You can get takeaway at Anatolia Tantuni, but if you eat in, owner Burhan Kurucu will offer you a complimentary tea. “It’s Turkish hospitality,” he says.
Kurucu and his family arrived in Australia a year ago. They moved after his brother, who was a professor at Monash University, died of cancer, leaving behind a wife and a young son. In Turkey, Kurucu worked as a cook in the army, so the idea of opening a restaurant in Melbourne came naturally.
From the outside, you might think Anatolia Tantuni is just your average kebab shop, but go inside and you’ll see there’s much more to it than that. You can order a kebab or the famous Istanbul-style wet burger, but the real star here is the tantuni. “In Turkey, tantuni is very popular, but here [in Australia] you mostly find kebab,” says Kurucu.
Tantuni is a specialty from Mersin, in the south of Turkey. It involves cooking diced meat (at Anatolia Tantuni, it’s beef, chicken or a mix of both) in a large frying pan called a sac. “I season it with paprika, oregano and sumac, and then add parsley, tomato and onion,” explains Kurucu.
In Turkey, Kurucu worked as a cook in the army, so the idea of opening a restaurant in Melbourne came naturally.
As a takeaway order, you can have the meat in a wrap or in a sandwich, but if you eat in, it gets even better. The plates are massive and the meat comes on rice, over bread, or wrapped in bread and covered with garlic yoghurt.
There’s even a vegetarian iskender tantuni (served over bread), where the meat is replaced by vegies, including capsicum, broccolini and carrot.
While Kurucu is at the front making tantuni and serving customers, his wife, Birten, prepares gözleme and desserts. The gözleme is available with meat (beef and onion), and in vegan (spinach, mushroom, capsicum and onion) and vegetarian (spinach, onion and feta or mushroom capsicum and feta) versions.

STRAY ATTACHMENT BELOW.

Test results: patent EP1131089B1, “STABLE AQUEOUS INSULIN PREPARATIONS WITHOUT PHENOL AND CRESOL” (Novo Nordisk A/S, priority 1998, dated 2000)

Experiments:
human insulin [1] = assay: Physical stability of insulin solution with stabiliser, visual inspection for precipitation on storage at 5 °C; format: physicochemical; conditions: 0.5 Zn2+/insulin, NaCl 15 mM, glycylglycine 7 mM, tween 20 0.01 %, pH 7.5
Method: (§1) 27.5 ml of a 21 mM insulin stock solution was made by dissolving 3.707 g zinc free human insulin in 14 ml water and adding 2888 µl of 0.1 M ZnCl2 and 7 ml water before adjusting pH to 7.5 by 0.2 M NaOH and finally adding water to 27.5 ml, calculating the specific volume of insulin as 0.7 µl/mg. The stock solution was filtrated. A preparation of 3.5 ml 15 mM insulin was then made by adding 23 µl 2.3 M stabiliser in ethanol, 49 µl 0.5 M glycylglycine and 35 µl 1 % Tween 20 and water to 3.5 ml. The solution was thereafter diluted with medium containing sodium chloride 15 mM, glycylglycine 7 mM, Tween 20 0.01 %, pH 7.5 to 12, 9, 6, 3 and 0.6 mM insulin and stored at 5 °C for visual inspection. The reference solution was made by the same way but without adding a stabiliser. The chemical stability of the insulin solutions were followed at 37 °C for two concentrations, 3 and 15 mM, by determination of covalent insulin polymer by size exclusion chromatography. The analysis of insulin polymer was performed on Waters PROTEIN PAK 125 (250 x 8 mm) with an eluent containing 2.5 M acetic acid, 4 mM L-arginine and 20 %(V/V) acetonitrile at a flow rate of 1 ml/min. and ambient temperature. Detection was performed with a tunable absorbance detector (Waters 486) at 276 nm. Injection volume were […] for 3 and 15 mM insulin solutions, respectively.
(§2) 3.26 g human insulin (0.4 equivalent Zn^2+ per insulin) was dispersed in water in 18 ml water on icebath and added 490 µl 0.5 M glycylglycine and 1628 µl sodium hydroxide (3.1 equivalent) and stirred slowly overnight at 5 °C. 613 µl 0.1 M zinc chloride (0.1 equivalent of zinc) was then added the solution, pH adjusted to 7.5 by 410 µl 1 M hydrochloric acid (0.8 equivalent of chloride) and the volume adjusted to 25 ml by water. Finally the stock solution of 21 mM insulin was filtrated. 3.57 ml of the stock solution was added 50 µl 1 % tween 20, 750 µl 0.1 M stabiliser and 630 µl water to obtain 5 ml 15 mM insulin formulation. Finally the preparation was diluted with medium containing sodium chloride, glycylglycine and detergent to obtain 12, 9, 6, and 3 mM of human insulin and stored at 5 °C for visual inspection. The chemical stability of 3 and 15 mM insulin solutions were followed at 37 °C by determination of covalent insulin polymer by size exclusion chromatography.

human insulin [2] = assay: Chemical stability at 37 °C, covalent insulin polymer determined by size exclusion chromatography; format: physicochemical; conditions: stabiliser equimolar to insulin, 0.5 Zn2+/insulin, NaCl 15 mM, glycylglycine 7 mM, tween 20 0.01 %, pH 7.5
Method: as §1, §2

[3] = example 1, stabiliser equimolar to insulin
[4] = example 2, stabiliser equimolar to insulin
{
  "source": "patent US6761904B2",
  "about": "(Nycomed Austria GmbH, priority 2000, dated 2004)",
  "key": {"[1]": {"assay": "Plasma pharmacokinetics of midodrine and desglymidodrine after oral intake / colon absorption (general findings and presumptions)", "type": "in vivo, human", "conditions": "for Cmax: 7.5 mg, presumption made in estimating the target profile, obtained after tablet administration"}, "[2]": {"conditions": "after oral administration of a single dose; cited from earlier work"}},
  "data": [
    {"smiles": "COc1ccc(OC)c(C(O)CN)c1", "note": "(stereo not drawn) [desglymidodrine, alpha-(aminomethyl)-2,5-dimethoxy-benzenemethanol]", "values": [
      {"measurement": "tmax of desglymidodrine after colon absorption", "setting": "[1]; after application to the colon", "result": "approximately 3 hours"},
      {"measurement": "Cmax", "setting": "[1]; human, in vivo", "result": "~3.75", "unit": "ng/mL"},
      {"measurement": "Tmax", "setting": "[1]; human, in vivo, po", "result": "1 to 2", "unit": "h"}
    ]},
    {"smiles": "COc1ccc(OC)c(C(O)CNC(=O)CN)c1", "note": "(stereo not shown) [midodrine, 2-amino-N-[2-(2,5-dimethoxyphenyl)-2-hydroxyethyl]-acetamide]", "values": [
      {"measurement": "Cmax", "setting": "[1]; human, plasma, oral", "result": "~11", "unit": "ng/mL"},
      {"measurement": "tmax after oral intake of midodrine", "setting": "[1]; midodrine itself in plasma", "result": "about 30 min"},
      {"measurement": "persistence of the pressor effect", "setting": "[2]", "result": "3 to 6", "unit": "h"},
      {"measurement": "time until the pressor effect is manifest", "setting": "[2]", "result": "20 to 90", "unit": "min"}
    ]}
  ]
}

For something special, come on Saturdays to have the kelle paça çorbasi, a hearty sheep’s head soup seasoned with garlic, chilli and oregano.
Pretty much everything is made to order – so you’ll have to wait a few minutes to be served, which guarantees everything is fresh. Take advantage of this time to sit at the front to observe how a tantuni is made. Once you get your plate, make sure to stop by the self-serve station at the back to get extra pickles, chillies and sauces.
When it comes to drinks, our pick is either ayran, a mint-yoghurt drink, or şalgam, a bright purple turnip juice.
15 Johnston Street, Fitzroy, Vic
Tue - Wed 10 am – 11 pm
Fri – Sat 10 am – 4 am
Sun 10 am – 10 pm
The pink grapefruit in this pavlova has a lovely bitter flavour that cuts through the sweetness of the meringue and balances a rich meal.